I’ve been finding it hard to make time for the blog this year. Week in, week out, I’ve been banging out 1000 words a day; either that or re-writing and editing them. Hard graft, but it’s paid off: I’ve produced three books and earned enough to ease any financial worries for another year or two, a situation that would have been beyond my wildest dreams ten years ago.
In the first part of the year I produced text for Mike Pannett’s Yorkshire, a full-colour hardback photo-book showcasing the
Yorkshire countryside and linking some of John Potter’s excellent
pictures to stories in the Now Then, Lad series. Published by
Dalesman Publications, it came out in October and seems to have sold quite
well. I’ll find out when the January royalty statement arrives.
Once that was out of the way I turned my attention to a personal project I’ve been thinking about for some years. More Jobs Than Birthdays is a memoir of my own working life. In it I touch on many of the fifty or so jobs that preceded, got in the way of, and finally yielded to, a writing career. I haven’t found a buyer yet, and I doubt I shall try very hard. I am well aware that the memoir of a low-profile jobbing writer is never going to appeal to a mainstream publisher. I will most likely self-publish it, firstly as an e-book, then follow up with a hard-copy version.
I completed the third book of a busy year shortly before Christmas. I Know What You’re Thinking was one of the more bizarre projects I’ve undertaken. It began with a request from a contact in
acting on behalf of a wealthy client who wanted to commission a sci-fi novel
exploring the theme of thought-reading. I declared myself interested, submitted
a lengthy document outlining my experience and my thoughts on the subject, and,
after a delay of some months, was asked to go ahead. It was an enormous challenge.
The original plan was to re-write an existing 90,000-word manuscript; but I
found that so poorly written, so full of unlikely, even ludicrous, devices,
that I decided to start a new book, from scratch. I think it has worked out
rather well – my client certainly seems to appreciate what I’ve produced - and I
feel that, along with a handsome fee, I’ve gained an education. The fact is, I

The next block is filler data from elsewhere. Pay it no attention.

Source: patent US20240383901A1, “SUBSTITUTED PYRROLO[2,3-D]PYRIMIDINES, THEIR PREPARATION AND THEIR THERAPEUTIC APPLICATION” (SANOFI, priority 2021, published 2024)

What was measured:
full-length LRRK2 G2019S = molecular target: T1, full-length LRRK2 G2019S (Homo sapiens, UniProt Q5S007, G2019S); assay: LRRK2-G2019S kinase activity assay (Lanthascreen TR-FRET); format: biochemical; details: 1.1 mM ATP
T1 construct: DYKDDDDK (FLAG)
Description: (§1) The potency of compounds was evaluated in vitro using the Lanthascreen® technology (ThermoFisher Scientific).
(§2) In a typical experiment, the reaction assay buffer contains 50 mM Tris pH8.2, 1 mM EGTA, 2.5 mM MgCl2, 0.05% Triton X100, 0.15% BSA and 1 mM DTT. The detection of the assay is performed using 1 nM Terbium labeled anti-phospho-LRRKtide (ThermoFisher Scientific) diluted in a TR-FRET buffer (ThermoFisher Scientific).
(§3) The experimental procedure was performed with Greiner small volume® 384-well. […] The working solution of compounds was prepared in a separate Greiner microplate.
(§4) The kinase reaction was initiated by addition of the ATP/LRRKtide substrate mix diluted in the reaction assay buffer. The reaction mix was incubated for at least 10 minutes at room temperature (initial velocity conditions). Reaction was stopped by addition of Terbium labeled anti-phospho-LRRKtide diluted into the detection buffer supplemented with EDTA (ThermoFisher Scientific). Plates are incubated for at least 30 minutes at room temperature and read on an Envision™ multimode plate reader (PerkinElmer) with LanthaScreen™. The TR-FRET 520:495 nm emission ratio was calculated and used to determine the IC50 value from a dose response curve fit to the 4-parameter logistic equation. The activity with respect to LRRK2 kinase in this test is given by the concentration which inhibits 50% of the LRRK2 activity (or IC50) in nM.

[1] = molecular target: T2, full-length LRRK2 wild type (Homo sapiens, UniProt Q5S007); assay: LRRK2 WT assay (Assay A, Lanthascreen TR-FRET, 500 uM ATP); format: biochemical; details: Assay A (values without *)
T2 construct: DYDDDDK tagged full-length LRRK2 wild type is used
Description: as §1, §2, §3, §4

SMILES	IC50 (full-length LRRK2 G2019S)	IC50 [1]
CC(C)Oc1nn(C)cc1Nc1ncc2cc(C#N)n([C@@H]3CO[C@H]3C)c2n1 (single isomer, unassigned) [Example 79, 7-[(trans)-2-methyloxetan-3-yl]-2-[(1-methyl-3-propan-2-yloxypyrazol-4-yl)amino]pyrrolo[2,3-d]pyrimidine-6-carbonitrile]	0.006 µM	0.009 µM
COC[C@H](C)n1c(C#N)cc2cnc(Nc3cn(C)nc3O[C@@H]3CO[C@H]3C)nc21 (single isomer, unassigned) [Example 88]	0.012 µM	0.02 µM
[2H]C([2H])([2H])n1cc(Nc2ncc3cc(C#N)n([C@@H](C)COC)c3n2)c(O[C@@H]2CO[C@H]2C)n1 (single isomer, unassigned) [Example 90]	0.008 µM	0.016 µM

have rarely attempted fiction. I have almost always written versions of historical
actuality. Writing this seemed to demonstrate to me that I can make things up,
and enjoy doing so. The realisation is making me re-think a lot of what I have
written in the past and what I have planned to write in the future. My instinct
has always been to write strictly according to actuality, even
autobiographically. I can now see ways in which I might weave fictional
narratives around the wealth of experience I have garnered in my 64 years. I
suspect that any other writer would be perplexed that it has taken me until now
to think this way; but I have always felt anchored to the truth, weighed down
by it. I suspect it’s because in writing about ‘what happened’ I’ve generally
been attempting to make sense of it, to get the facts right, to analyse and
understand past events. I think I finally feel equipped to invent a narrative
and enrich it, authenticate it, with the knowledge of places, people and life
itself that my personal voyage has given me. Live and
learn: it’s been my personal motto for many a year. China
As to 2014, I shall be tied up with two more books. On Monday I’m due to start on Mike Pannett’s childhood – delivery April 30th. Come June or July I should be starting on a thriller based around the true-life adventures of a smuggler-turned-black-market-oil-trader. By the end of the year I should be free of such commitments and ready to turn to a list of projects that I’ve put on hold over the years as I tried to make a living out of writing other people’s lives. I’m planning to be pretty busy over the next twenty or so years – ‘If the good Lord wills it, and the creeks don’t rise’, as my cowboy friends like to say.